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College Student Aid: Another Tax-Free Benefit of the CARES Act

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Students who receive emergency financial aid courtesy of the Coronavirus Aid, Relief and Economic Security (CARES) Act will not have to pay income tax on that aid, according to Mark Kantrowitz, publisher and vice president of research, at Savingforcollege.com.

That aid will be considered necessary relief as the result of a qualified disaster, which is excluded from a taxpayer’s gross income under Section 139 of the U.S. tax code, says Kantrowitz. He explains that since President Donald Trump declared a national emergency on March 13, invoking the Robert T. Stafford Disaster Relief and Emergency Assistance Act, the current health emergency is considered a qualified disaster.

It should be noted that the IRS has not issued any press release on the tax treatment of emergency financial aid provided to colleges and universities in the CARES Act, but Kantrowitz, an expert in all things student financial aid-related, says his sources in the federal government confirm this interpretation. Other benefits included in the CARES Act, such as the $1,200 payment to adults with an adjusted gross income up to $75,000 ($150,000 for couples) are also tax-free. (Americans 17 and older who are dependents on someone else’s tax return don’t qualify for these payments.)

(Related: 8 Ways the Stimulus Package Helps Student Loan Borrowers)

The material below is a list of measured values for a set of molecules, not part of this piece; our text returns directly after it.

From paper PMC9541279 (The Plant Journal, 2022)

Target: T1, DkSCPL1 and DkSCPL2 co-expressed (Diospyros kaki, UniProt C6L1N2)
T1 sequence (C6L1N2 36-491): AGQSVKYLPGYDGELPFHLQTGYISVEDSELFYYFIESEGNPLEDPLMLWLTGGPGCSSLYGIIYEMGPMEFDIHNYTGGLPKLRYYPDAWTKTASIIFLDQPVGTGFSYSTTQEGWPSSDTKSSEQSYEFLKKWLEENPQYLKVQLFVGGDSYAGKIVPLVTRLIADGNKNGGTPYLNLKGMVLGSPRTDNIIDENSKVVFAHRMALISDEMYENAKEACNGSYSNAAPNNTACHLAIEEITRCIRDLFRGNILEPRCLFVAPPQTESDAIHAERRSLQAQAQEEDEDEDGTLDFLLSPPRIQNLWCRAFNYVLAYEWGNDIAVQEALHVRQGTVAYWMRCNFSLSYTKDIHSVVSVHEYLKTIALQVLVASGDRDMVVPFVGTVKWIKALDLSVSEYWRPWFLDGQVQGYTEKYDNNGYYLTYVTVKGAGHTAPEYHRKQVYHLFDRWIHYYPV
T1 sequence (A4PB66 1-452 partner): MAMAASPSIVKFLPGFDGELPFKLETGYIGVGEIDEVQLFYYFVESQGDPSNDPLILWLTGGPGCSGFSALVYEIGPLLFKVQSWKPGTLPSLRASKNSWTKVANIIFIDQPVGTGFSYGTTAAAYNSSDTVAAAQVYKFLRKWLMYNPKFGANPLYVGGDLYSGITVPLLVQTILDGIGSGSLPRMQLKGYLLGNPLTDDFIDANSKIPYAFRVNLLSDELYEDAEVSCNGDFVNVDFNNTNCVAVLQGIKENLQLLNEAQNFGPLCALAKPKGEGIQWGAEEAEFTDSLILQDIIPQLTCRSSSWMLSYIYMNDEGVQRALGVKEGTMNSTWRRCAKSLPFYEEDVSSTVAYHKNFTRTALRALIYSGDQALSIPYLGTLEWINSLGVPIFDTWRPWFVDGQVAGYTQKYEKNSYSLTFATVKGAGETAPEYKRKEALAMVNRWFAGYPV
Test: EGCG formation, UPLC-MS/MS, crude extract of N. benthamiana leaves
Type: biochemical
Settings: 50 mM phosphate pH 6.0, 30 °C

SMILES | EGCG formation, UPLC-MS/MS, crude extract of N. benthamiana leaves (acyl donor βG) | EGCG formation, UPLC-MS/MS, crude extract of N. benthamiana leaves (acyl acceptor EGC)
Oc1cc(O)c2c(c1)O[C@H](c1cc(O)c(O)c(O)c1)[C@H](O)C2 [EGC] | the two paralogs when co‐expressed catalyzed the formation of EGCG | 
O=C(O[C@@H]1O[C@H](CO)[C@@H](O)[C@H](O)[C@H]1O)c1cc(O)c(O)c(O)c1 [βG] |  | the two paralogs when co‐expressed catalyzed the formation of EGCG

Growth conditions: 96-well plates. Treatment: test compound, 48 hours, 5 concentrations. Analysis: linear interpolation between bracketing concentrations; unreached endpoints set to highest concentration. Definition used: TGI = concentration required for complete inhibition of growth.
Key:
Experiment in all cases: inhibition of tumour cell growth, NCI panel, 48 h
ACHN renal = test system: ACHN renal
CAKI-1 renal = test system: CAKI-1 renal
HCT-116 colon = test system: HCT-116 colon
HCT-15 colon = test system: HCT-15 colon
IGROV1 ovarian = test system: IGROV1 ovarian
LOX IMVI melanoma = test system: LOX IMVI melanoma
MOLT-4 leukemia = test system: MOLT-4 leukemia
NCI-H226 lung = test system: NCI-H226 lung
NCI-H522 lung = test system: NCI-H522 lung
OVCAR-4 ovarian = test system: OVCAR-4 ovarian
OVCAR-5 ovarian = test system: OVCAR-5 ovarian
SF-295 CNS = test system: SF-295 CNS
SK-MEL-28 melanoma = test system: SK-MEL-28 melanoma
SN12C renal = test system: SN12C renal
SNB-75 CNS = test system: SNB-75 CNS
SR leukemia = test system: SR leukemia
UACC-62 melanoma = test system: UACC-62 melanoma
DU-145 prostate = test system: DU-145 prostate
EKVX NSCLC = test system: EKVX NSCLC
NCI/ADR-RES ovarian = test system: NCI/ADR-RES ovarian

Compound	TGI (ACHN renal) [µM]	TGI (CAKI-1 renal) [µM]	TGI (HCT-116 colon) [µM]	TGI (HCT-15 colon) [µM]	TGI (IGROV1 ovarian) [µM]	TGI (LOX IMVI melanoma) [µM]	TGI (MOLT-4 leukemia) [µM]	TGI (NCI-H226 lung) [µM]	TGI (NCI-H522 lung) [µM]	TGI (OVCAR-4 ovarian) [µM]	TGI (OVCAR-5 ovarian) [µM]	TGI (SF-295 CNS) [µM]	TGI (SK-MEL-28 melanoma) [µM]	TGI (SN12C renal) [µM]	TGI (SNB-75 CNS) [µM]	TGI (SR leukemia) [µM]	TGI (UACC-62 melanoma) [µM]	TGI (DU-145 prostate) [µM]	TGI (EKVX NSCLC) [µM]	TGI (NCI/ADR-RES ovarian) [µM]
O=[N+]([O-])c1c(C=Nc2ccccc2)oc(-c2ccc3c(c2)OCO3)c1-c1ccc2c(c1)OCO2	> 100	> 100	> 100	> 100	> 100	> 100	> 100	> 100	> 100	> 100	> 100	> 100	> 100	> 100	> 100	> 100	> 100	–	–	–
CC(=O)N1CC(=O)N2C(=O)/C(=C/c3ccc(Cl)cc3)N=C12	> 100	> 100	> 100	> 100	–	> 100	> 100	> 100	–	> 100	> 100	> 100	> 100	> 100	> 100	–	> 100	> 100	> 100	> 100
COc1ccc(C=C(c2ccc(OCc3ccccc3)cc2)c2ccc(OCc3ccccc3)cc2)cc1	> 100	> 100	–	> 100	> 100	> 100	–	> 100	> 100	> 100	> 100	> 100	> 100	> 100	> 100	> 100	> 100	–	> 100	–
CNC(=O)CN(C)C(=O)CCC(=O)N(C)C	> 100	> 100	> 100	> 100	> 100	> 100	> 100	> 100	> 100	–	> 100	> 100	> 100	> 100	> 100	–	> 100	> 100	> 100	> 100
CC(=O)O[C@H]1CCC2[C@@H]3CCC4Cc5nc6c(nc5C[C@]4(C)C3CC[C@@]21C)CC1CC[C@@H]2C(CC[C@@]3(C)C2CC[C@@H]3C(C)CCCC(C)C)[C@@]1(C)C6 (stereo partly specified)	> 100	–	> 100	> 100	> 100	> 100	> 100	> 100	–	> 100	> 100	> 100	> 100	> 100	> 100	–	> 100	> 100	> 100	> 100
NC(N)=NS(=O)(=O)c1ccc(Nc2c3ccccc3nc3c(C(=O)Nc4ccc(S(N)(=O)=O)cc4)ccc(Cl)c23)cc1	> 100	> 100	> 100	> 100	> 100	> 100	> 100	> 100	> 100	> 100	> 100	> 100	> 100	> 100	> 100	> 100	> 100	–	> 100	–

The $2.2 trillion CARES Act provides $14 billion in assistance to colleges and universities, at least half of which must be used for emergency financial aid for undergraduate and graduate students in need “to help cover expenses related to the disruption of campus operations due to coronavirus,” according to a letter from Betsy DeVos, secretary of education, to college and university presidents. Those students could receive up to the maximum allowed under the federal Pell Grant program, which is $6,195 for the current academic year.

DeVos asks that college and university leaders prioritize students with the greatest need and if they find there is not a “significant financial need at this time” for their students, they consider donating their allocation to other institutions in their state or region. Higher ed institutions will receive these emergency funds based on a formula using their student enrollment number.

Meanwhile, Rep. Carolyn Maloney, D-N.Y., said she plans to introduce a bill, the Student Debt Forgiveness for Frontline Health Care Workers Act, that would eliminate graduate school debt for health care workers who are providing direct patient care in response to the COVID-19 pandemic. The relief would apply to nurses, doctors and other health care professionals who have been treating COVID-19 patients and are still paying off their student loans, whether they are recent graduates or more experienced providers.

Front-line health care workers are “not immune to the economic consequences that have already affected workers in all sectors as a result of this public health crisis,” said Maloney in a statement. “This would be a significant step toward strengthening the health care system during the COVID-19 response and beyond by investing in essential personnel.” 

— Check out 8 Ways the Stimulus Package Helps Student Loan Borrowers on ThinkAdvisor.